The industrial production report is on the changes in the production of factories, mines, and utilities in the U.S that are released monthly by the Federal Reserve.
One of the closely watched measures included in this report is the capacity utilization ratio, which estimates the productive capacity used rather than standing idle in the economy.
A country should see increasing values of production and capacity utilization at high levels. Capacity utilization in the range of 82-85% is considered "tight" and can increase the likelihood of price increases or supply shortages in the near term. Levels below 80% are usually interpreted as showing "slack" in the economy, which might increase the likelihood of a recession.
4. Employment Data
The Bureau of Labor Statistics (BLS) releases employment data in a report called the non-farm payrolls on the first Friday of each month. Generally, quick increases in employment indicate profitable economic growth.
Similarly, potential contractions may be imminent if significant decreases occur. While these are general trends, it is important to consider the current position of the economy.
For example, strong employment data could cause a currency to appreciate if the country has recently been through economic troubles because the growth could be a sign of economic health and recovery. In an overheated economy, high employment can also lead to inflation, which in this situation could move the currency downward.
5. Consumer Price Index (CPI)
The Consumer Price Index (CPI), also issued by the BLS, measures the level of retail price changes and is the benchmark for measuring inflation.
Using a basket that represents the goods and services in the economy, the CPI compares the price changes month after month and year after year. This report is one of the more important economic indicators available, and its release can increase volatility in equity, fixed income, and forex markets.
Greater than expected price increases are considered a sign of inflation, which will likely cause the underlying currency to depreciate.
An economic system is the branch of economics that studies the methods and institutions by which societies determine the ownership, direction, and allocation of economic resources. An economic system of a society is the unit of analysis.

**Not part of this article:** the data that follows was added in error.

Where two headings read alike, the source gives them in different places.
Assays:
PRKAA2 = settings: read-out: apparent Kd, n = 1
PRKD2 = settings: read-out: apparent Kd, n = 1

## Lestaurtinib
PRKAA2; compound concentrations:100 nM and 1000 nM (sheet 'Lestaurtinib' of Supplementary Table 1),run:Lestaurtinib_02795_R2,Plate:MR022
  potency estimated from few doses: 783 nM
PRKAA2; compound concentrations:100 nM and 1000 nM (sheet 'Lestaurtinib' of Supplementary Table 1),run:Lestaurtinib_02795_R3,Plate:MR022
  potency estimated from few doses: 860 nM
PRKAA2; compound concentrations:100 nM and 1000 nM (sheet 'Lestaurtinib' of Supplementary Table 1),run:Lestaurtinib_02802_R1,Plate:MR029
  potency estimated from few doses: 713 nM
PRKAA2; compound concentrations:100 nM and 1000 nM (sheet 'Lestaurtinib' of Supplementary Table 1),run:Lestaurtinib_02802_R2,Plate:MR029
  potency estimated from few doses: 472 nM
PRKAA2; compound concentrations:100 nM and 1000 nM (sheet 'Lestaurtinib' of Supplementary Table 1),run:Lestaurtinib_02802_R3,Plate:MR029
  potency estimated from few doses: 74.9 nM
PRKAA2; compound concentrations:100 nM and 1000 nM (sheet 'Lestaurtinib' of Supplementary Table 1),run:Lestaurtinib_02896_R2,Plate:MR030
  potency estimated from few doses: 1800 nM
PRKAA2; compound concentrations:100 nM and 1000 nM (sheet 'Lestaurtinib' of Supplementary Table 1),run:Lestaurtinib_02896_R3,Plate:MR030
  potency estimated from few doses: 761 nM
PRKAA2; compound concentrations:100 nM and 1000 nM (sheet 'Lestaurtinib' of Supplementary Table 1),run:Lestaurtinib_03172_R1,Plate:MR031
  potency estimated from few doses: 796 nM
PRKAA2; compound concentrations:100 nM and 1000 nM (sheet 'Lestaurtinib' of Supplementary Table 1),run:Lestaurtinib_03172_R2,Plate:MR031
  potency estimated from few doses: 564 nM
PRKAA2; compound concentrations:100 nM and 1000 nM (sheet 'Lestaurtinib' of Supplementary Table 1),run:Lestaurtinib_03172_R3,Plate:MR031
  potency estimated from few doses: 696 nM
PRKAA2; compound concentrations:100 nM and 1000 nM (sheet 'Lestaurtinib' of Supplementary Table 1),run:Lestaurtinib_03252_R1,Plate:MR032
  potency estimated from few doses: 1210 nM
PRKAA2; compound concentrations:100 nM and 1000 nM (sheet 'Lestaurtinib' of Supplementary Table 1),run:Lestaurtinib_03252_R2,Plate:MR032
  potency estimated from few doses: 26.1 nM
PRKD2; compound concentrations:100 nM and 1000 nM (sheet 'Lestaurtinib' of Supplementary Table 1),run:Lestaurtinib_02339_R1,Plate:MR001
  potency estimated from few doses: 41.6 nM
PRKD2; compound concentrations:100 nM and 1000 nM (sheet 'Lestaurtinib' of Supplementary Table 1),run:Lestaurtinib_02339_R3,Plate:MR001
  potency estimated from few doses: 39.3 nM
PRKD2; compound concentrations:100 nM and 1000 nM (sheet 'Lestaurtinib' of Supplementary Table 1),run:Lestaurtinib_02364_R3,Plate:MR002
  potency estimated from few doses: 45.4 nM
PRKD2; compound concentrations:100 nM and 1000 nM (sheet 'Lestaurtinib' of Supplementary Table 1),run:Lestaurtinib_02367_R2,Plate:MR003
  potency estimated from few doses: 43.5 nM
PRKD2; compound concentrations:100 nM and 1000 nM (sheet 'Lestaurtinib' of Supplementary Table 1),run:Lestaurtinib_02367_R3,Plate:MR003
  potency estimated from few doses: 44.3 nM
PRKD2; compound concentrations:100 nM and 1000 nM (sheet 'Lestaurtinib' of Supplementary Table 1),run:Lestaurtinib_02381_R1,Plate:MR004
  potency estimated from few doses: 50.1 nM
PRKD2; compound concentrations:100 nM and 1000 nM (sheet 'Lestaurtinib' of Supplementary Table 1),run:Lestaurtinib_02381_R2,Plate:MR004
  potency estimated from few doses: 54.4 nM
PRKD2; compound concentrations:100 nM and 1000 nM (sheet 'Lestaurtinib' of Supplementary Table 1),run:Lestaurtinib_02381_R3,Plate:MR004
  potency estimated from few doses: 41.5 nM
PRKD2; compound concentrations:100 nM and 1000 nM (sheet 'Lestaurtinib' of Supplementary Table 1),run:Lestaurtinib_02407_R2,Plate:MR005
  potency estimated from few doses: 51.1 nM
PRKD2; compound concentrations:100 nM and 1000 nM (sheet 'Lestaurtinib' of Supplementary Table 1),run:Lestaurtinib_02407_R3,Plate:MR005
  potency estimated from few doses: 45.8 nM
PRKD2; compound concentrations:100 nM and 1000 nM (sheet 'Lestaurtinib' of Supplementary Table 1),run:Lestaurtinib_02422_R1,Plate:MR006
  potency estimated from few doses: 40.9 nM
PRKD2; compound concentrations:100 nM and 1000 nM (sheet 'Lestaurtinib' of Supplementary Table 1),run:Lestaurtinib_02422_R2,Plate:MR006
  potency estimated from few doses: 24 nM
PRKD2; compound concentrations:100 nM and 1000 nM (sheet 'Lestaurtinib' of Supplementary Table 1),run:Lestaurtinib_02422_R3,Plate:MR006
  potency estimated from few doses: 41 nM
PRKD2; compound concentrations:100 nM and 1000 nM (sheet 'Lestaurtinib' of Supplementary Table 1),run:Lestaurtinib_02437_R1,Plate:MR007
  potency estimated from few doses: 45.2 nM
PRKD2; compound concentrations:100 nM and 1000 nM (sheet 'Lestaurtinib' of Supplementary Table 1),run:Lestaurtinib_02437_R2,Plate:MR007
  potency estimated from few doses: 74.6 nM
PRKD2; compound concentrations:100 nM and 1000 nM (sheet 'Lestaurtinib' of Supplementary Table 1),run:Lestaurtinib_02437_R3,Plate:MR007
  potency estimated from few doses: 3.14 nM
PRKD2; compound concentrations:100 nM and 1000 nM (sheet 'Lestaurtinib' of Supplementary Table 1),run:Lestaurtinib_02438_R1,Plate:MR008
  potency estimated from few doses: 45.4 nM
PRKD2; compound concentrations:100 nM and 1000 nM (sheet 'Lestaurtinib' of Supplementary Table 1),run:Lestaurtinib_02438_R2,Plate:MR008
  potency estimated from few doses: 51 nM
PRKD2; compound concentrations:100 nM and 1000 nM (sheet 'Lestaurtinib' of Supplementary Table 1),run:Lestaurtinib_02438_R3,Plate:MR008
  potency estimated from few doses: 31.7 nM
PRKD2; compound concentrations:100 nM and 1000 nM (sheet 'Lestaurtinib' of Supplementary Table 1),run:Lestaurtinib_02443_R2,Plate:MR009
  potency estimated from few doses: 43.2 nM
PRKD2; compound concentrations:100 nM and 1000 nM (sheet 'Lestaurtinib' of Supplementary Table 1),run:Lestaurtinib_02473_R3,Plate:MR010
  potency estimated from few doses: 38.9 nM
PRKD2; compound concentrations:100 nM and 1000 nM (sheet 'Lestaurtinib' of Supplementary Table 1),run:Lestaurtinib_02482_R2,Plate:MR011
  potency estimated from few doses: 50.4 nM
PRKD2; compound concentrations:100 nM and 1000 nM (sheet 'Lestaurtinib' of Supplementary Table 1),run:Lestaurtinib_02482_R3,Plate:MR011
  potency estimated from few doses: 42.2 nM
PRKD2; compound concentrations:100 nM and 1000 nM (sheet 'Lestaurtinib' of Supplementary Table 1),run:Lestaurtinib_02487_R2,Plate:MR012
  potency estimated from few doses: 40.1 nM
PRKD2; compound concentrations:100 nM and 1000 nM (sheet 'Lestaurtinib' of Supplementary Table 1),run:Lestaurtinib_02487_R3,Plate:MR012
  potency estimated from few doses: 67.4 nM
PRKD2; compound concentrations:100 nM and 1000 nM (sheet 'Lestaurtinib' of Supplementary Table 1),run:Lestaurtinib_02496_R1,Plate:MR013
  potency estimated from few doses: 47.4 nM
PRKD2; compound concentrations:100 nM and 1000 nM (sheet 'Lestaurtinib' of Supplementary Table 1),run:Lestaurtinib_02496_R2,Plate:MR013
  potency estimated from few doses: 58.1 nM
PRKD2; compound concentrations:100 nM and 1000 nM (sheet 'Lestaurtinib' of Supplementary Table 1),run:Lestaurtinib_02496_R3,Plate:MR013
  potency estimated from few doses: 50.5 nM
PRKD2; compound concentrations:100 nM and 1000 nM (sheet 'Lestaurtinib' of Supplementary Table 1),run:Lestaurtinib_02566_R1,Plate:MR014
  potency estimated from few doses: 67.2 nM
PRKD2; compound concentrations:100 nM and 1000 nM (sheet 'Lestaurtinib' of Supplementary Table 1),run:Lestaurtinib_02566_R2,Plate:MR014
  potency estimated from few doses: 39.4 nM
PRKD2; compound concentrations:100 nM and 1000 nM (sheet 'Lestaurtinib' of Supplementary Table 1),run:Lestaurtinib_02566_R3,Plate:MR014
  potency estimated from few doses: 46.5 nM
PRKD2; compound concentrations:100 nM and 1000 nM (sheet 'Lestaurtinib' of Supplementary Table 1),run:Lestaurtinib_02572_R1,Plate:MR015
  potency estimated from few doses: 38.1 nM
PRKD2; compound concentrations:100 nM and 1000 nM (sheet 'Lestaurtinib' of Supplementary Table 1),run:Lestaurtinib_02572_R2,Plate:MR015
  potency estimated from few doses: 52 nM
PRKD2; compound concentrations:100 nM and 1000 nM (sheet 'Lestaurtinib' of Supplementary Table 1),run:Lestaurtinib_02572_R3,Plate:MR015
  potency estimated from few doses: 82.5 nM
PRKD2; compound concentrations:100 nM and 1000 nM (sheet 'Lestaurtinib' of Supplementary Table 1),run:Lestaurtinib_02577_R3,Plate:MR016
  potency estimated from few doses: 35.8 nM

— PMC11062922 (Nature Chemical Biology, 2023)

Among current systems at different ends of the organizational spectrum are socialist systems and capitalist systems, in which most production occurs in state-run and private enterprises.
Types of Economic Systems
Societies have organized their resources in many different ways. Here are the following types of economic systems:
In primitive agricultural societies, people tend to self-produce all their needs and wants at the household or tribe level. Families and tribes would build their dwellings, grow their crops, hunt their own game, fashion their clothes, bake their bread, etc.
This economic system is defined by very little division of labor and resulting in low productivity. A high degree of vertical integration of production processes within the household or village is produced.
In primitive society, the concepts of private property and decision-making over resources often apply at a more collective level of familial or tribal ownership of productive resources and wealth in common.
Feudalism was a system where a class of nobility, known as lords, owned all of the lands and leased out small parcels to peasants to farm, with peasants handing over much of their production to the lord.
In return, the lord offered the peasants relative safety and security, including a place to live and food to eat.
Capitalism is defined as a production system whereby business owners organize productive resources, including tools, workers, and raw materials to produce goods for sale to make a profit and not for personal consumption.
In capitalism, workers are hired in return for wages, landowners and natural resources are paid rents to use the resources. The owners of previously created wealth are paid interest to forgo the use of some of their wealth so that the entrepreneurs can borrow it to pay wages and rents and purchase tools for hired workers to use.
Entrepreneurs apply their judgment of future economic conditions to decide what goods to produce. If they decide well, then earn a profit or if they judge poorly, then suffer losses. This market price system, profit, and loss as the selection mechanism to decide how resources are allocated for production define a capitalist economy.
These roles represent functions in the capitalist economy and not separate or mutually exclusive classes of people. The United States and much of the developed world today can be described as broadly capitalist market economies.
Socialism is a form of a command economy. It is a production system with no private ownership of the means of production, and the system of prices, profits, and losses is not used to determine who will decide what to produce and how to produce it.
Production decisions are made through some political or collective decision-making process that takes power over production resources and factors.
Socialism is similar to primitivism in that collective notion of ownership and control over resources are at least nominally observed. However, in practice, it more closely resembles a feudal or slave-based economy. Those who can gain and maintain control of political power act as a privileged elite class over the workers.
Communism is a variant of socialism that involves the violent overthrow of a capitalist economy and socialist economic policy. It resembles a slave-based economy where the leaders of the revolution become the new overlords or slave masters.